August 12, 2009By Marc Wilkofsky Posted: Aug 12, 2009
To switch off from discussing GUIDING LIGHT's dimming, here's a look at two up-and-coming guys in the entertainment world, both of whom have intriguing soap opera connections (and dreams).
You might remember Isaak James as a top 10 finalist on the second season of SOAPnet's reality series I WANNA BE A SOAP STAR, in which he tried out for an ALL MY CHILDREN role. Since then, the successful movie actor, writer, director and singer has been everything but a soap star...and has even worked with a well-known one.
After scribing, starring in and directing the critically acclaimed, and darkly funny, big-screen look at the wild world of reality television, Special Needs, his latest full-length independent movie, Hungry Years, features Michael E. Knight (AMC's Tad). The comedic film, which runs the controversial gamut from restricted-calorie groups to a new look at autism, has a soap operatic feel, in that the viewer learns about several complex people (headed up by nutrition-minded Ellen) in various plotlines, while how food affects and unites us is one of its prevalent themes, and not one often depicted in soaps. I was quite taken by Ellen's slightly misguided but well-meaning decision to give a senior citizen a different type of meal than her usual regimen; as James (who plays altruistic inventor Neil) notes, "It's a movie about people trying to do good. Sometimes, the reasons why you do good can become blurred; are you doing it for yourself or are you doing it for the greater good? Sometimes, you [should] stick to the motto of 'Think globally, give locally,' and do a little bit in your own world every day, and maybe that can be the best thing that you can do."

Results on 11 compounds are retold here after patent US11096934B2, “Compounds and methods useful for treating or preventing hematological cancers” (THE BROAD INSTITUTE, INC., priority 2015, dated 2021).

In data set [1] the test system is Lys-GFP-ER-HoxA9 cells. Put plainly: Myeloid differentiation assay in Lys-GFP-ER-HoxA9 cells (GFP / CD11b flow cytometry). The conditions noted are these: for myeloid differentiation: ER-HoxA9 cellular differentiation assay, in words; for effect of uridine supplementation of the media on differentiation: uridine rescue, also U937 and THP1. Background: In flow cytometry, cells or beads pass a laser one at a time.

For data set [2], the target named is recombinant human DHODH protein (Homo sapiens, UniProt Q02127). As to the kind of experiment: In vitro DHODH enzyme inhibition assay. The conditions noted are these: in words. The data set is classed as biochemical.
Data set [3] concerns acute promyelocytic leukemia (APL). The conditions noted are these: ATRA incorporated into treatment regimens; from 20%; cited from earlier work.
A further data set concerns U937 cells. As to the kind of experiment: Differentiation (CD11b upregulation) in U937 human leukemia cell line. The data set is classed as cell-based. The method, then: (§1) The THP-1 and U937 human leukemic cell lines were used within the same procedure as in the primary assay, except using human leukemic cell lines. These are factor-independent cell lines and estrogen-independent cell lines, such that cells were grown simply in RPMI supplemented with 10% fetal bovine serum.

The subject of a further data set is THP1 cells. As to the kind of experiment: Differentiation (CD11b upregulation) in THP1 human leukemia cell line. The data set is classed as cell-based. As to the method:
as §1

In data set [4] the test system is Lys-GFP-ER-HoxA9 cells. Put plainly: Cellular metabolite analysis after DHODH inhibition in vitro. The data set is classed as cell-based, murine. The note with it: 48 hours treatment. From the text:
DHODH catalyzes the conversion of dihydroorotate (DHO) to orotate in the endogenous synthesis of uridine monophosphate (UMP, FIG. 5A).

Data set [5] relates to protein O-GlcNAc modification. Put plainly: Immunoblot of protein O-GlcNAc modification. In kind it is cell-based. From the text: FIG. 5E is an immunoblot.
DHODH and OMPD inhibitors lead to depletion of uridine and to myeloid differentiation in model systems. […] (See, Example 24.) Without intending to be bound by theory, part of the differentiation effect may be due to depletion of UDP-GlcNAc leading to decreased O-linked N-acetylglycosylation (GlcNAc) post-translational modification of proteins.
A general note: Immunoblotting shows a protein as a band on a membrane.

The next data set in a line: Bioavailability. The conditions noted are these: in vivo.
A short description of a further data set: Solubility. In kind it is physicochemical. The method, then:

I'll review the film when it's closer to a public screening, but for now, I can say it's truly absorbing and has as much relevance as it does depth. Knight's character, an unorthodox laywer named Bernie, has a strikingly different persona from Tad and is a wonder to watch. James, who calls Knight "very professional and respectful," is busy shopping the movie around to festivals. For more information on Hungry Years, go to www.hungryyearsthemovie.com.
Another increasingly popular artist is energizing the country music world with some powerful (and fun) musical offerings. Last week's exciting country showcase at Joe's Pub in downtown Manhattan brought three captivating performers to the stage for one memorable night that proved country completely rocks (and New York City knows it, even though there is no major mainstream country station in the Big Apple...but that's another money-related story, one soap fans would understand). After Kendel Carson's wonderfully engaging set with Chip Taylor, I spoke with Cooper Boone, a multitalented but humble singer/songwriter, before he played to a venue-filling crowd.
Boone, born and raised in Minnesota, was a soap fan in college, having regularly watched both GENERAL HOSPITAL and AMC, and remembers characters including "Luke and Laura, and [on AMC], Jenny and Greg, and Dorothy Lyman played Opal Gardner. My dormitory was pretty committed; [watching the soaps] was a party thing. I remember a big murder scene, too [soon after Luke and Laura's 1981 wedding]." He also happens to be a psychologist, and notes with a smile, "Y'all show a lot of psychopathology in your characters; yes, indeed."